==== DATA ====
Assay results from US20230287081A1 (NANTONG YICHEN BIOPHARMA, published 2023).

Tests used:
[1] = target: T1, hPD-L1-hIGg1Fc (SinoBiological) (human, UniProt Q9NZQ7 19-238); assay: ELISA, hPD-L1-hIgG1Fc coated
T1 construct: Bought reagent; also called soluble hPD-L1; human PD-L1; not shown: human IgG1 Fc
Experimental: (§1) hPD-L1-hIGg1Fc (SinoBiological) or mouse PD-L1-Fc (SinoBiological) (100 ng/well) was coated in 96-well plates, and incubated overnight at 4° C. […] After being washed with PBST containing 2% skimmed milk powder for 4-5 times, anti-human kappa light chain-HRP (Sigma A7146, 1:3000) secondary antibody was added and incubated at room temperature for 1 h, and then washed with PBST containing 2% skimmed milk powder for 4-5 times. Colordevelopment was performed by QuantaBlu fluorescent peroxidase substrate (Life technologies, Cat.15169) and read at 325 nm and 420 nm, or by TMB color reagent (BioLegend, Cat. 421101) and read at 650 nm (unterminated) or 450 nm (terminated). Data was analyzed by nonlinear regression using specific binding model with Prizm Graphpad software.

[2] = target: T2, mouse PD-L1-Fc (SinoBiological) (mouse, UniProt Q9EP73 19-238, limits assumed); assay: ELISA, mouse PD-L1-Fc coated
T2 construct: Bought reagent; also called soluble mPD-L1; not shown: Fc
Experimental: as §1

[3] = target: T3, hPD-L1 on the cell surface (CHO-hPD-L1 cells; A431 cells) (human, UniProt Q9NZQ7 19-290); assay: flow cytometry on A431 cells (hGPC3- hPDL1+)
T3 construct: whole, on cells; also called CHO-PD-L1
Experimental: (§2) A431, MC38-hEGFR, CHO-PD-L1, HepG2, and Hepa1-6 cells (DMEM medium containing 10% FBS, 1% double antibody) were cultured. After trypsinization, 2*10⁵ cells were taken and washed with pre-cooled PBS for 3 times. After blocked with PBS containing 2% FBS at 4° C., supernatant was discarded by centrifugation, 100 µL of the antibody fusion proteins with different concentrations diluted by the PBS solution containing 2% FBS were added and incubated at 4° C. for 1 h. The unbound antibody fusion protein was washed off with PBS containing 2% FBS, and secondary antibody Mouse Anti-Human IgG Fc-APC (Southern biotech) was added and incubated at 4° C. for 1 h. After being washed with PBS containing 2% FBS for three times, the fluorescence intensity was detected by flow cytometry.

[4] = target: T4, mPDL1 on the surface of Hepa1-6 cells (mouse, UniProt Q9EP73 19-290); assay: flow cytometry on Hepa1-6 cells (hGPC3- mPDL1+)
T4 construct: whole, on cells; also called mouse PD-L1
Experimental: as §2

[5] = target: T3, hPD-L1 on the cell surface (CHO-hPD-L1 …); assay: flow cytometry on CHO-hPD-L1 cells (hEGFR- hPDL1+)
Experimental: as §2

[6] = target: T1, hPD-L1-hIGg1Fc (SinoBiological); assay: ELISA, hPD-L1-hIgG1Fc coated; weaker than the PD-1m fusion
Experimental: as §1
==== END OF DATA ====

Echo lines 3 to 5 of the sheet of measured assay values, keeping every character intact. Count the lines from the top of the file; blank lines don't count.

[1] = target: T1, hPD-L1-hIGg1Fc (SinoBiological) (human, UniProt Q9NZQ7 19-238); assay: ELISA, hPD-L1-hIgG1Fc coated
T1 construct: Bought reagent; also called soluble hPD-L1; human PD-L1; not shown: human IgG1 Fc
Experimental: (§1) hPD-L1-hIGg1Fc (SinoBiological) or mouse PD-L1-Fc (SinoBiological) (100 ng/well) was coated in 96-well plates, and incubated overnight at 4° C. […] After being washed with PBST containing 2% skimmed milk powder for 4-5 times, anti-human kappa light chain-HRP (Sigma A7146, 1:3000) secondary antibody was added and incubated at room temperature for 1 h, and then washed with PBST containing 2% skimmed milk powder for 4-5 times. Colordevelopment was performed by QuantaBlu fluorescent peroxidase substrate (Life technologies, Cat.15169) and read at 325 nm and 420 nm, or by TMB color reagent (BioLegend, Cat. 421101) and read at 650 nm (unterminated) or 450 nm (terminated). Data was analyzed by nonlinear regression using specific binding model with Prizm Graphpad software.